Algeria: France's Undeclared War
It is instructive to compare the decline and post-Second World War destiny of the British and French empires. Whereas a Labour government in Britain, resigned to the end of its imperial role, granted independence to India and later governments through the 1950s and early 60s handed power to a string of new states in Africa and Asia, largely peacefully, France fought two disastrous wars in a futile bid to hang on to its colonial possessions. The war in French Indo-China ended in the rout of France’s army at the hands of the nationalist/Communist Viet Minh movement at Dien Bien Phu, while the war in Algeria against the Arab nationalist FLN , the subject of this impressive study, ended in an even more bitter humiliation – one with repercussions that still echo in France today.
Throughout most of the seven years (1954-62) that the Algerian conflict lasted the government in Paris, which conducted a ferocious war fuelled by the shame of its defeat in Indo-China, was run by Socialists. Prominent among them was Guy Mollet, the prime minister who collaborated with Britain in the 1956 Suez misadventure because Nasser’s Egypt was the main backer of the FLN; and a young and ambitious politician named François Mitterrand. The future French president served successively as interior and justice minister. One of the surprises of Martin Evans’ book for those who might associate the Left, especially the French Left, with anti-imperialism, is how deeply the Socialists were committed to the concept of French Algeria, even to the extent of condoning the torture and extra-judicial execution of captured FLN fighters. Finally a conservative French patriot, Charles de Gaulle, brought the war to an end and with it France’s 130-year rule over Algeria.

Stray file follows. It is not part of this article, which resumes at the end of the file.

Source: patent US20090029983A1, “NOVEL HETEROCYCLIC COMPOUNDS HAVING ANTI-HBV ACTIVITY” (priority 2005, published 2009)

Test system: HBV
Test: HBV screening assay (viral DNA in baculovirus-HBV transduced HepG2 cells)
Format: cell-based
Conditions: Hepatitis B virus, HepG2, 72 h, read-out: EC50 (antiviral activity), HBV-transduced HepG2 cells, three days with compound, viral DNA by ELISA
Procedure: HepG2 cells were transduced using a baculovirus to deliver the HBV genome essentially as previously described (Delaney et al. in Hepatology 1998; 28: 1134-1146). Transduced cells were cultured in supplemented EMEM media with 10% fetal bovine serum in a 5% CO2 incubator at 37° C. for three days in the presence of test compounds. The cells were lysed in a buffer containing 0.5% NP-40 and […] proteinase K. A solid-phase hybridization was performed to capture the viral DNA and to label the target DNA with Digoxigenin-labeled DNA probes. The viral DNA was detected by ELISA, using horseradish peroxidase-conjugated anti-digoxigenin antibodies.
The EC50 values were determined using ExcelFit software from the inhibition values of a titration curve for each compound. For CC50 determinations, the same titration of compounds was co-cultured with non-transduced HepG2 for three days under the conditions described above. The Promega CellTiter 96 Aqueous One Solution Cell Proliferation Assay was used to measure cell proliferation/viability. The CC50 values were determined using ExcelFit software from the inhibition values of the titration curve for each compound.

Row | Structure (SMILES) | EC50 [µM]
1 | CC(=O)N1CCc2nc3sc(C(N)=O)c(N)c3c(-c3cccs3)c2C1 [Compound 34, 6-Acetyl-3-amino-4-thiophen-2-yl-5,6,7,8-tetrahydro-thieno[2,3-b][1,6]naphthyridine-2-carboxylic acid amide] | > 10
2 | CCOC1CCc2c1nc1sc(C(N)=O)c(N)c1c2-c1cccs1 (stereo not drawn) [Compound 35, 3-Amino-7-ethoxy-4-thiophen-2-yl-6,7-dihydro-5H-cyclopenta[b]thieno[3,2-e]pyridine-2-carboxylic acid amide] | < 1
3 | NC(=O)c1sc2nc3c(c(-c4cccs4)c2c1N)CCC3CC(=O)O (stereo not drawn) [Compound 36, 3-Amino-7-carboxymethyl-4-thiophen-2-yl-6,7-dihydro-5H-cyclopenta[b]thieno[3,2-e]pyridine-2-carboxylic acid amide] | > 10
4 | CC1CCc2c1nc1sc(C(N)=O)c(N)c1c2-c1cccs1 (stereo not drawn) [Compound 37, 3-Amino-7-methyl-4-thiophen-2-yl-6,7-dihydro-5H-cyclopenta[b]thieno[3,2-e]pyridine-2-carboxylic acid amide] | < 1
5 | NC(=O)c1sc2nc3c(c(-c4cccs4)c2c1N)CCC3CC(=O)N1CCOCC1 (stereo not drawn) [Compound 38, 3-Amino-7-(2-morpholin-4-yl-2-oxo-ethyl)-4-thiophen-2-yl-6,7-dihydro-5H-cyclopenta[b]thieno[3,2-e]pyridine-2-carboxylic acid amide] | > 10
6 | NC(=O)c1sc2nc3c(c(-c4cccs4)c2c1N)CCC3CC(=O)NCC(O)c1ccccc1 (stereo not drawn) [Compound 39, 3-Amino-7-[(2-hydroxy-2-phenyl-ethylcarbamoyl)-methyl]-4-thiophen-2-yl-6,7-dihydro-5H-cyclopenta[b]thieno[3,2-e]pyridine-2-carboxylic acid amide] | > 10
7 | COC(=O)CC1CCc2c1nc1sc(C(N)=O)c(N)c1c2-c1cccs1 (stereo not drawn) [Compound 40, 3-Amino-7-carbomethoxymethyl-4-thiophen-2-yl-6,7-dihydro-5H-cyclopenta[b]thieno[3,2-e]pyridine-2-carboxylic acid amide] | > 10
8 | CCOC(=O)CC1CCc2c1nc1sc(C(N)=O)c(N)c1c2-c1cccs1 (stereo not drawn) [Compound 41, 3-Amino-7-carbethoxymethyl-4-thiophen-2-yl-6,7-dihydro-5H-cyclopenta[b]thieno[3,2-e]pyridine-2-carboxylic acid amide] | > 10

The FLN’s well co-ordinated uprising had begun in 1954 the same year as the Dien Bien Phu debacle. From the outset the struggle was conducted with appalling savagery. One means by which the FLN forced the majority of Algeria’s nine million Muslim inhabitants to back them was to make themselves even more feared than the French. Thus the massacres in villages, the gouging of eyes, slicing off of breasts and genitals and burning of babies became commonplace. The French responded in kind using electric shocks and waterboarding.
The conflict was more complicated than most colonial struggles, as Algeria had a sizeable European community of perhaps one in ten of the population fanatically determined to protect its privileged position in a system that preached the fiction that there was no difference between Calais and Oran. Allegedly all Algerians were French citizens (except that some enjoyed more liberty, equality and fraternity than others).
It was Algeria’s whites, known as Pied Noirs, a term Evans dislikes, who adamantly opposed any concessions to the FLN. They looked on the army as their saviours. It was the alliance between settlers, knowing they had no future in an Arab-ruled Muslim Algeria, and an army determined not to repeat its shameful defeat and retreat from Indo-China that prolonged the conflict and brought down governments in Paris and finally the Fourth Republic itself. De Gaulle accepted that there was no alternative to handing over power to the FLN. The Pied Noirs, offered a choice between ‘the suitcase or the coffin’, chose the former and fled in their hundreds of thousands to a motherland many had never seen and which they bitterly believed had betrayed them. The FLN, for its part, hardened and corrupted by the war, turned inwards with murderous infighting that killed many of its surviving leaders. Independence brought not the freedom that so many had fought and died for, but a military dictatorship that has held power ever since.
Martin Evans has written a thorough and dispassionate history of a war which, with the Arab Spring fast turning into winter and anguished debates over the morality of torturing ‘terrorists’, has a grim topicality for our times. Whereas the standard English history of the conflict, Alistair Horne’s superb but dated A Savage War of Peace, emphasised the French side of the war, Evans’ great achievement is to ‘Algerianise’ the struggle. He takes us inside the murderous politics of the FLN and its current ossified leadership, whose original pan-Arab Socialist nationalism now looks impossibly untenable and eventually fated to fall before the hot desert wind of fundamentalist Islam.
Nigel Jones is the author of Tower: An Epic History of the Tower of London (Hutchinson, 2011).
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